Shannon Bacon, Supreme Court Chief Justice said when lawmakers legalized adult-use marijuana sales, it „placed a heavy burden on judicial staffers who have had to sift through voluminous criminal records to determine which convictions qualify to be purged. Instead of putting the onus on the judicial branch to identify and expunge cannabis-related convictions, it should be up to affected individuals to file applications for such action,” Bacon said during a meeting of the legislative Courts, Corrections and Justice Committee.

“We think there’s a more straightforward and simplistic way to handle this that will take what has been an incredibly onerous process off the judiciary and put the control in the hands of the person that’s had the conviction.”

Under the expungement law, criminal convictions for trafficking or possession of large amounts of marijuana – more than 2 ounces – are not eligible to be expunged since purchase and public possession of such an amount of cannabis remains illegal under the state’s cannabis legalization law, reported the Albuquerque Journal.

In addition, Barry Massey, spokesperson for the state Administrative Office of the Courts, said „there is no data available yet as to exactly how many New Mexico residents have had their past cannabis-related convictions expunged since the law took effect (…) There was no data as to the number of objections filed by prosecutors in advance of a July 1 deadline.” 

Image by Benzinga

Legal cannabis sales begin this weekend in Vermont – WAMC

Legal cannabis sales for adults 21 and older begin Saturday in Vermont.

The first licenses for adult-use retail cannabis sales were issued on September 14th by the Vermont Cannabis Control Board to Mountain Girl Cannabis in Rutland and Flora Cannabis in Middlebury. Ceres Med in South Burlington will transition from medical to adult-use cannabis sales. A fourth has been licensed but is not yet ready to open.

Adults over 21 must present a valid ID and can purchase up to one ounce of marijuana.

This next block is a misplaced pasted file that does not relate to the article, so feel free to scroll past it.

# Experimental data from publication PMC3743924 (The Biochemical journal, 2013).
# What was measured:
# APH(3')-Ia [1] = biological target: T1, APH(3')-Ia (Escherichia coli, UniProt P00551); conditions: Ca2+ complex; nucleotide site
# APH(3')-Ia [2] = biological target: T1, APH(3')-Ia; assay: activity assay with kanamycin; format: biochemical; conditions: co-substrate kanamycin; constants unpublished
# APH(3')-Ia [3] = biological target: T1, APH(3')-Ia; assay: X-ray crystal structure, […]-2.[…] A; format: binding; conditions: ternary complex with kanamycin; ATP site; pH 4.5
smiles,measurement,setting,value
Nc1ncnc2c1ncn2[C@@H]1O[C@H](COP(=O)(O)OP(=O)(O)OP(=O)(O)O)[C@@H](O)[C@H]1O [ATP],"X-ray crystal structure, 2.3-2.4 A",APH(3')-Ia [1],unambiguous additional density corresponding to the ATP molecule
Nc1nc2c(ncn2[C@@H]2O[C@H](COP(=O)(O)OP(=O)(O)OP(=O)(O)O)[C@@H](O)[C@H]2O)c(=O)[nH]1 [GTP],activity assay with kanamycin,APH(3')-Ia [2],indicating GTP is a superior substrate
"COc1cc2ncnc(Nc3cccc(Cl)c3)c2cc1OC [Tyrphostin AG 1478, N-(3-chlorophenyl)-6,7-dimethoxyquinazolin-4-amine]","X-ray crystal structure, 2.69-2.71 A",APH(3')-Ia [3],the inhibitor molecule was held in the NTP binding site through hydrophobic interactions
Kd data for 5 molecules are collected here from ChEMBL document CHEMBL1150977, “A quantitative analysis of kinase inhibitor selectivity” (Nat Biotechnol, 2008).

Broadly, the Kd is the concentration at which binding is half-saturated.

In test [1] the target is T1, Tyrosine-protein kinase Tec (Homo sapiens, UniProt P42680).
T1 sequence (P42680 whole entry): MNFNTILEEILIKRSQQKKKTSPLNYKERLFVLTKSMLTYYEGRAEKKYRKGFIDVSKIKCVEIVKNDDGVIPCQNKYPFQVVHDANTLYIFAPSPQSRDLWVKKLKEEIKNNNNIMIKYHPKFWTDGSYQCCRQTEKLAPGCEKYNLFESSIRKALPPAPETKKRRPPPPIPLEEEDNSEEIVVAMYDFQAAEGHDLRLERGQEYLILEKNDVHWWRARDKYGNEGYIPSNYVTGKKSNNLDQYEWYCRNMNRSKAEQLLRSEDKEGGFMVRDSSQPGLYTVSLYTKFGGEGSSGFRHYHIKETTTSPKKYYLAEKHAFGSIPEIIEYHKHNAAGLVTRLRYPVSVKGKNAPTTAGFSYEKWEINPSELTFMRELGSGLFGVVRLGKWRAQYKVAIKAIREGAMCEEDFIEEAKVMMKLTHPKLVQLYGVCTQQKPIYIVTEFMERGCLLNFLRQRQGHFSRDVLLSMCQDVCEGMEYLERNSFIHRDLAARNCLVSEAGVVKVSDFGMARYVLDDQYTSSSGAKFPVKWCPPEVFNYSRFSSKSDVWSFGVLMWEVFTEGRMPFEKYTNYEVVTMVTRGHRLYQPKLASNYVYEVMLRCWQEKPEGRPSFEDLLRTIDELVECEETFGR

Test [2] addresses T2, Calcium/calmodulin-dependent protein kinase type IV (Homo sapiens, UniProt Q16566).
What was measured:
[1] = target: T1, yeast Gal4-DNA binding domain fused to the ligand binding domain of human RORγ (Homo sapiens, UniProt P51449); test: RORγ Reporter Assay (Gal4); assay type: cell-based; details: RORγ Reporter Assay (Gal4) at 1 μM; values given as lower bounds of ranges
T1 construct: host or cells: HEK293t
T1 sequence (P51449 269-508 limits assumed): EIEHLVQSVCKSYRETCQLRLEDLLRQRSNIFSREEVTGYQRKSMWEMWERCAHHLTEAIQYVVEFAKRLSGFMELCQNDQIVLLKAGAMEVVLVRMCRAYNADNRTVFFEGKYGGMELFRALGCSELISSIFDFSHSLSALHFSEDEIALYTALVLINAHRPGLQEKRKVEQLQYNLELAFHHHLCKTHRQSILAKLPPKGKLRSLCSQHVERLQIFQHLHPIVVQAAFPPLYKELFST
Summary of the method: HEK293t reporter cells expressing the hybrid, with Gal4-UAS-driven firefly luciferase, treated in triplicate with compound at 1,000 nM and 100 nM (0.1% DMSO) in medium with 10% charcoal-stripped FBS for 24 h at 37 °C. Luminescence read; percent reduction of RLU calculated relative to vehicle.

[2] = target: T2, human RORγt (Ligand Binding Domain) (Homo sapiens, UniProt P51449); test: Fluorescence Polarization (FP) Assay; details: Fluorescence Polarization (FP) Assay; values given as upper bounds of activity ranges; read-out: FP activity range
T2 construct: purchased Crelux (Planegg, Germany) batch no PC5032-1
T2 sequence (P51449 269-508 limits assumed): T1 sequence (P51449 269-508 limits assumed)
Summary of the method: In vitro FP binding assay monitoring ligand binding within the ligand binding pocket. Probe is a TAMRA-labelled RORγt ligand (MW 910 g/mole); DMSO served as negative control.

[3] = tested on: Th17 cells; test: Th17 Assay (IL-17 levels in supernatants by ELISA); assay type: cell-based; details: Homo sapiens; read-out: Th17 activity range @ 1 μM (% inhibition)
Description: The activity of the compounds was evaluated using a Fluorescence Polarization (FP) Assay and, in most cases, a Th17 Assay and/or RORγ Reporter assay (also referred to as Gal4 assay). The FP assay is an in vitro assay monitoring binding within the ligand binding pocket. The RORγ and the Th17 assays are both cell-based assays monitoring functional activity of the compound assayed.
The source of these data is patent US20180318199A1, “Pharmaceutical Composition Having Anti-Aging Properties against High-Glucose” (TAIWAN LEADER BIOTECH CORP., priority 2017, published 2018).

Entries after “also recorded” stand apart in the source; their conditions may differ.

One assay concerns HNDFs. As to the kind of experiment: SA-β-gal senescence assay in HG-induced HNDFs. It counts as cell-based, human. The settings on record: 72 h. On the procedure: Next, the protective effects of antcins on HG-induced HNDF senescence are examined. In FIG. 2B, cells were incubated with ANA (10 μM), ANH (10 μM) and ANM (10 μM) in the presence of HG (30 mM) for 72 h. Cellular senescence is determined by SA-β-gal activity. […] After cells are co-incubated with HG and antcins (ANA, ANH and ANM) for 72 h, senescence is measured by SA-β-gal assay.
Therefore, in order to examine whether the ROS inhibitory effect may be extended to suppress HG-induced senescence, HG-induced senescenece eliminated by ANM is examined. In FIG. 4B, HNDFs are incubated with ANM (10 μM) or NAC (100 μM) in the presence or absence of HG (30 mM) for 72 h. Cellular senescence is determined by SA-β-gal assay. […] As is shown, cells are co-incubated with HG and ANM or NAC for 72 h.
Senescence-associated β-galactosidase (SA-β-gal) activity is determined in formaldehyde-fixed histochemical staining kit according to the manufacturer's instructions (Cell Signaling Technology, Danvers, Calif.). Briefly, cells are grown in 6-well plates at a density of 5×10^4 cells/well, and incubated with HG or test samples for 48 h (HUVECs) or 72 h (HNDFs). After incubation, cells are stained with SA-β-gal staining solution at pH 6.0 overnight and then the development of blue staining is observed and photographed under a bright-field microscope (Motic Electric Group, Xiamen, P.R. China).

Vermont’s Cannabis Control Board prioritized review and waived licensing fees for social equity applicants. Such applicants are Black or Hispanic, or from communities that historically have been or had a family member who has been incarcerated for a cannabis-related offense.

The Associated Press contributed to this report. Contents © copyright 2022. All rights reserved.

New York’s Medical Cannabis Patients and Caregivers may Grow Cannabis at Home – JD Supra

Effective October 5, New York medical cannabis patients age 21 and older may grow up to three mature and three immature cannabis plants under new rules adopted by the state’s Cannabis Control Board.

Designated caregivers who care for those under age 21 or those unable to cultivate their own cannabis will be permitted to grow up to six mature (buds showing) or immature plants. Caregivers are permitted to grow for up to four patients.

Only certified patients and designated caregivers registered with the Office of Cannabis Management are able to engage in home grow, and they are not permitted to sell the cannabis they grow.

The cannabis must be grown in a secure location within a private residence, and the grower must take reasonable measures to restrict persons under age 21 years old from accessing the plants (i.e, restricting the cannabis from public view, utilizing a lock or security system, etc.).

New York Rules for Growing Cannabis at home

The new rules provide more options for patients and represent another step in expanding the state’s growing cannabis market, which is predicted to ultimately generate billions of dollars and create opportunities for all New Yorkers, particularly those from historically marginalized communities.

Along with rules for home cultivation, the state issued a Medical Home Cultivation Guide, a Medical Cannabis Home Cultivation Fact Sheet and a set of  Frequently Asked Questions (FAQs) on the Personal Home Cultivation of Medical Cannabis Regulations., plus information on how to become a certified patient or a designated caregiver

New York regulators and lawmakers continue to move quickly issuing guidance, comprehensive regulations and proposed laws surrounding the cannabis industry. The Harris Beach team is monitoring the legal landscape to answer the growing number of questions raised by our clients. We look forward to providing insights and guidance to help clients navigate this rapidly evolving area of law.

For more information, please contact Meaghan T. Feenan, who advises organizations of all structures on developments within the Marijuana Regulation and Taxation Act (MRTA), including cultivators and processors, retailers, and distributors. She’s a frequent speaker on Cannabis topics and regularly publishes articles about the licensing process and legislative updates.

State Cannabis Advisory Committee releases summary of Kentuckians’ feedback on medical use – LINK nky

Is it time for medical cannabis in the Commonwealth?

Kentucky Gov. Andy Beshear seems to think so. And so do many Kentuckians.